Thursday, March 04, 2004

Making the big numbers in the budget make sense to people

I've been thinking about this one for a while, and I just want to get it down real quick. It seems really important.

The federal budget is really, really, really important to all of us. It is also held to be really, really, really boring. But it's not boring at all! Everybody is interested in money, how much they have, how much they're spending. Nor is it the budget that difficult to understand, at least the basics.

The real problem is that the numbers are big. Very, very big. So big that people lose track of what they mean. It also doesn't help that the English language has that little problem where "million," "billion," and "trillion" sound so damned similar. It's easy to get confused, or not to remember properly, especially if you're only half-listening. "Are we spending $89 billion or $89 million in Iraq? And is the budget for the NEA $50 million or $50 billion? Well, they're probably about the same, right?"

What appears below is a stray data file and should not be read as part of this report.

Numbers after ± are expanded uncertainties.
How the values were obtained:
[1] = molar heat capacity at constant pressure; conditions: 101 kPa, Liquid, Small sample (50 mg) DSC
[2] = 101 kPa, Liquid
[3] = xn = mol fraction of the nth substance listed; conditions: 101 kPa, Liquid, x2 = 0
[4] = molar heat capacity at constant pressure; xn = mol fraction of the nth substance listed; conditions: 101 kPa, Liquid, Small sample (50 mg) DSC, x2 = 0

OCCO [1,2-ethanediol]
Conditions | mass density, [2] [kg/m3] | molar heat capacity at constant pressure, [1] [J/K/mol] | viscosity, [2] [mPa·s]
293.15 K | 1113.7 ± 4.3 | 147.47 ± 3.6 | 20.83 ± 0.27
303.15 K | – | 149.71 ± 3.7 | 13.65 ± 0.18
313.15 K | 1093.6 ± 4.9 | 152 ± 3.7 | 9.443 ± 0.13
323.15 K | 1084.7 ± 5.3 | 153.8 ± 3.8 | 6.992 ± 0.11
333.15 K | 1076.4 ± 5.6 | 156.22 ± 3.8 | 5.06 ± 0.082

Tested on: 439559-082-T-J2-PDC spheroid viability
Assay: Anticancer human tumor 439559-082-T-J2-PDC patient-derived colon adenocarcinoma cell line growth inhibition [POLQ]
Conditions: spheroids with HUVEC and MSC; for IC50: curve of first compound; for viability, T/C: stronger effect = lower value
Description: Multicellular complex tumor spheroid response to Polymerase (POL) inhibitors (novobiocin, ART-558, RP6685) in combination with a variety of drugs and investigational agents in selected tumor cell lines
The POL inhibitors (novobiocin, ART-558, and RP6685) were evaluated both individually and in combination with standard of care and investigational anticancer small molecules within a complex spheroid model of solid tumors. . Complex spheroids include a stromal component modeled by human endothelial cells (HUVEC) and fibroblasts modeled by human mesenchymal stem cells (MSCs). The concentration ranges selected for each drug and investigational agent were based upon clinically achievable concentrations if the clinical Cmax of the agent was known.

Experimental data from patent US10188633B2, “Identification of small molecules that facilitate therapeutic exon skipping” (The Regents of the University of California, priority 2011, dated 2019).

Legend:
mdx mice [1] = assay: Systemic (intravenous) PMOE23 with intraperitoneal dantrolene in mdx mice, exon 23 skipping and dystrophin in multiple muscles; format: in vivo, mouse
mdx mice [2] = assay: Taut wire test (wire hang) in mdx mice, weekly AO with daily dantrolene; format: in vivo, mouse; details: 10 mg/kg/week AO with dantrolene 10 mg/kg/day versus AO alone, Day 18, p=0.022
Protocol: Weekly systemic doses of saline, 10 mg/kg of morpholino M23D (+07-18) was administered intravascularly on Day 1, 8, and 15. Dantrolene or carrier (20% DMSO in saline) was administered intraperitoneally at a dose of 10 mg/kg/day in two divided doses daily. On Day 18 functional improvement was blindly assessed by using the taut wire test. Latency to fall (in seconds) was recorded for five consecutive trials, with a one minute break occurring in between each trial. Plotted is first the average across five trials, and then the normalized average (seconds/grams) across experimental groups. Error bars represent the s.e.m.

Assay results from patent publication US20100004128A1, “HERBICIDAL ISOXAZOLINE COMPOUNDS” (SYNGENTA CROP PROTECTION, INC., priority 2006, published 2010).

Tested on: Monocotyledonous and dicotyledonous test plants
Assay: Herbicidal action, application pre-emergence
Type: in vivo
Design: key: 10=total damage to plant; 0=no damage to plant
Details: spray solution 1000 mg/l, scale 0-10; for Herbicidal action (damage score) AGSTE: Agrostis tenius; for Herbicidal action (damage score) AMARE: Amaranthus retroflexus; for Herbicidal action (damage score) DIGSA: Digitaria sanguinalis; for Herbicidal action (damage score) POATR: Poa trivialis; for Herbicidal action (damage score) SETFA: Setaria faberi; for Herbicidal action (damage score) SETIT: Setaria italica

We need a new way to talk about money. I propose something I call the $PAF, or Dollars Per American Family. I want to make this as easy as possible for everyone to use, so I'm going to use a very, very rough estimate: there are about 100 million American families -- American households, that is, but I prefer the term "family" because darn it everybody likes families. "Household" is not telegenic. And I know there's not exactly 100 million households -- maybe it's 70 million, maybe it's 125 million, I don't know. But 100 million is such an easy number to work with.

My idea is, every time anybody says anything about how much money the federal government is spending on something, they convert it to "$PAFs." Newspapers, television shows, everybody. Then we can understand the relative size of the numbers we're talking about.

The total budget is, what, $2 trillion? That's $20,000 PAF. Now that's a number we can all understand. We're used to numbers like 20 grand. That's a nice chunk of change. It's a family budget.

In that context, it's real easy to understand what it means when the president proposes spending $89 billion for war in Iraq for a few months: that's $890 PAF. That's a big hunk out of my $20,000 budget. How are we going to pay for that?

The current budget deficit will probably go over $500 billion; that's $5,000 PAF. Put it that way, and I guarantee people will sit up and take notice. The national debt is, what, $5 trillion by now; that's $50,000 PAF. Yikes! The budget for the National Endowment for the Arts is under a buck PAF. Chump change; who cares?

I think even busy people could pay attention and understand much more quickly. I think it could make a difference.

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